The Impact Of Divorce On Jointly Owned Properties In Probate

There is a reason why estate planning attorneys stress that you should review your plan regularly, especially after significant life changes such as divorce. Due to the need for your assets to get divided when a marriage ends, the properties couples own together create uniquely challenging issues when subjected to distribution laws. They have significant legal and financial implications. Though we could approach this issue in several ways, we will explore how divorce affects your property and why it could subsequently impact the probate process.

Common Oversights 

When a couple decides to get divorced, one of the concerns often revolves around what happens to their property. For most people, it is their most valuable asset. They have invested large sums of money in hopes of a positive return. People may be suddenly concerned about how much money they can lose if they no longer own their homes. There are many solutions that divorcing couples choose to employ. They may put the house on the market and divide the proceeds. However, if one party desires to keep the property, they may need to buy out the other person’s share. This involves assessing the property’s value and ensuring a fair price is paid for their share of the property.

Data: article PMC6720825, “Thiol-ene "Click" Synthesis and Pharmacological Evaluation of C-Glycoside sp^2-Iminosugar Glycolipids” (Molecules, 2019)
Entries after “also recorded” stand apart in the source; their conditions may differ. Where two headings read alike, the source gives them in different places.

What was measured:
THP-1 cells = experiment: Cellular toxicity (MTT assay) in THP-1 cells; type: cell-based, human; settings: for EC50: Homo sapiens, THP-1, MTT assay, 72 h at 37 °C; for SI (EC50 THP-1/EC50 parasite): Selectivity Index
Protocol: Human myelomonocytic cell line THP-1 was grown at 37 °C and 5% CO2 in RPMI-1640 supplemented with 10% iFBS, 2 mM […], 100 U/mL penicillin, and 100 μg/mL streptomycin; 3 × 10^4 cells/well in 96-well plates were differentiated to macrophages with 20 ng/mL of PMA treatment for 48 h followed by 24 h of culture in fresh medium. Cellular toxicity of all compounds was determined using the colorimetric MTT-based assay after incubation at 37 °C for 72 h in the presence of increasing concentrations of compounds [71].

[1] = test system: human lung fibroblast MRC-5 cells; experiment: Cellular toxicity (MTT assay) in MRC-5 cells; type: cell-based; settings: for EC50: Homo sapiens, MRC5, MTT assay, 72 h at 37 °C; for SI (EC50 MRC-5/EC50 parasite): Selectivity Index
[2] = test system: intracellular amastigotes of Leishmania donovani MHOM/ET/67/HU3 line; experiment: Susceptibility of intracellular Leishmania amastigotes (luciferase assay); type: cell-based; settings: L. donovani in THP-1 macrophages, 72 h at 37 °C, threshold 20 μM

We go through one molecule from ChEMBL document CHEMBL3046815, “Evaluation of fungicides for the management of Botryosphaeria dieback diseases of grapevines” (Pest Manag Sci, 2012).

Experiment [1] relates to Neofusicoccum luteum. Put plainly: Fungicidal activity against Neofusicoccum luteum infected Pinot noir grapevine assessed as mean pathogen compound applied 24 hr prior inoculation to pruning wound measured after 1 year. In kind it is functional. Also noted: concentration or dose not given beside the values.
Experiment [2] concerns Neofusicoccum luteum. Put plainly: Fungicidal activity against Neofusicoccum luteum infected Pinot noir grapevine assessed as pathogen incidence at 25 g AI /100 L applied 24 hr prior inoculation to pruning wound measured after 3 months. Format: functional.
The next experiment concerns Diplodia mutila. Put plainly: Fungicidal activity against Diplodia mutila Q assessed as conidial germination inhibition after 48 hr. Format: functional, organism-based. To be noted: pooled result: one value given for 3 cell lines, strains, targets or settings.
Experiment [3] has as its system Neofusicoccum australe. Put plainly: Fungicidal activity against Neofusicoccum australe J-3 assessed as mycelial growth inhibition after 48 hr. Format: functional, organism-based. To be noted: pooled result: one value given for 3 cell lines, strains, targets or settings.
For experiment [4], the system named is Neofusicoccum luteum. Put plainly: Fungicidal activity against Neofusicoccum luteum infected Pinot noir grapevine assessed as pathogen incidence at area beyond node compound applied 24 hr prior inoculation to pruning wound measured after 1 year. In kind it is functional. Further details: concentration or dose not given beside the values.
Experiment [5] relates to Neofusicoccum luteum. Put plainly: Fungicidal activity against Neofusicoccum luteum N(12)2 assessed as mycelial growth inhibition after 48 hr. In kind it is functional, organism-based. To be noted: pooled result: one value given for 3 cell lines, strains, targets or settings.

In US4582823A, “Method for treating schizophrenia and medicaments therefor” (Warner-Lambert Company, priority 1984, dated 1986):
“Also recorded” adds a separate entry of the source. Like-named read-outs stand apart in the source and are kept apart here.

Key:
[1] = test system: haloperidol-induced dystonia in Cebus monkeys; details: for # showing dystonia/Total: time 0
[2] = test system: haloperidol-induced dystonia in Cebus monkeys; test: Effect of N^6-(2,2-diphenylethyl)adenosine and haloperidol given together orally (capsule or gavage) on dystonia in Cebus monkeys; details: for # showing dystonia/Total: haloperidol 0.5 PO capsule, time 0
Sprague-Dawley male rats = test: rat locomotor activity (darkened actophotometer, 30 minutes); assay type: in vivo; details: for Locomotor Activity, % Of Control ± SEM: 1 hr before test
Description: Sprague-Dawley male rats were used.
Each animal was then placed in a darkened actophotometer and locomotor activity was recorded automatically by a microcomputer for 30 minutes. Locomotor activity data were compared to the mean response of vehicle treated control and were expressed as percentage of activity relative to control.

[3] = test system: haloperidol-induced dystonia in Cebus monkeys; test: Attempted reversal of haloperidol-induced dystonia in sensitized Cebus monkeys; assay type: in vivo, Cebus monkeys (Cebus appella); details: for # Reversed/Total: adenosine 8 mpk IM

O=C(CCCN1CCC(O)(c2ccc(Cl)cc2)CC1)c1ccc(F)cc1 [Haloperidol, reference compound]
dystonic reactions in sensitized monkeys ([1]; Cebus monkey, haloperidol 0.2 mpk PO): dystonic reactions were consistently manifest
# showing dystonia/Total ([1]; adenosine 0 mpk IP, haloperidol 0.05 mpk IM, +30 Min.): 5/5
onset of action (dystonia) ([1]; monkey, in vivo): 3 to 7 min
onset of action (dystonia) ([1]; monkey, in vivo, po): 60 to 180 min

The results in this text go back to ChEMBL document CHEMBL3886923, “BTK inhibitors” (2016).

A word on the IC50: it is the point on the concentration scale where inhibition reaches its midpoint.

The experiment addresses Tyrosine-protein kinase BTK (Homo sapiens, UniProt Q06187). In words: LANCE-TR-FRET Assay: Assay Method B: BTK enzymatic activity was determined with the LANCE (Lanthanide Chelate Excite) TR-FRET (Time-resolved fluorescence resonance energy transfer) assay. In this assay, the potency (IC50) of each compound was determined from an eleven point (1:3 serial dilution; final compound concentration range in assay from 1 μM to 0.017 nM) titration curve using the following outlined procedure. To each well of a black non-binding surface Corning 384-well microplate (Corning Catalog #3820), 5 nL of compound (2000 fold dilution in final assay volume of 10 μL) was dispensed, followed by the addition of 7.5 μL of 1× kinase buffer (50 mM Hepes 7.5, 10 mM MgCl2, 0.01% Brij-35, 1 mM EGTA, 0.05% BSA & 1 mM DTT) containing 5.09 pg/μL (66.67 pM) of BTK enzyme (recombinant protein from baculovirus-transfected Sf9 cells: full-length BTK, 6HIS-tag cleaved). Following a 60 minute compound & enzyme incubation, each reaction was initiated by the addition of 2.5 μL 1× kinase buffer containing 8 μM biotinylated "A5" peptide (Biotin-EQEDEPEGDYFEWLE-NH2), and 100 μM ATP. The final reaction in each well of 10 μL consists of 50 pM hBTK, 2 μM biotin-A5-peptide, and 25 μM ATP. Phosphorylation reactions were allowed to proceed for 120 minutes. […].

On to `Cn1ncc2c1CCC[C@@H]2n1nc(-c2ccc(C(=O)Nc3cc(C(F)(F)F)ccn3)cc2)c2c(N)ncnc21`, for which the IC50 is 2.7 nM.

It’s important to note that simply getting divorced doesn’t automatically change the title or deed of owned property; legal steps are necessary to transfer it into one person’s name. Updating ownership avoids complications during probate proceedings later on. Moreover, if a mortgage is involved, the person retaining ownership must refinance it in their name. This step releases the other individual from any financial obligations. 

The Impact on Probate 

Probate is a court process to settle someone’s estate after they pass away. If an individual who has gone through a divorce still has their ex-spouse listed on the property title, it will complicate the probate proceedings. This results in the property not being passed down to the intended heirs if the deceased did not update their will after the divorce. For instance, if a divorced person passes away without removing their ex-spouse from the property title, their ex-spouse may still have a right to that property. This leads to disputes among heirs, especially if the deceased has alternatively indicated their intentions with the property. 

This emphasizes how crucial it is to update estate plans and property titles after a divorce. Doing so ensures that properties are divided according to their wishes rather than relying on outdated legal documents. When no will exists, state intestacy laws come into play. They dictate how the property will be distributed—and it is improbable that they align with the deceased’s wishes. Updating estate plans after a divorce ensures your final wishes are honored.

Contact Luis E. Barretto & Associates 

Getting a divorce significantly impacts property ownership and estate planning. It is crucial for individuals who have been divorced to take steps to update property titles and estate plans. This ensures that their assets are dispersed how you intended. 

If you are currently going through a divorce or have recently divorced and need guidance on incorporating your properties with an estate plan, we are here to assist you. Schedule a free initial consultation with us to discuss your situation further.

Luis E. Barreto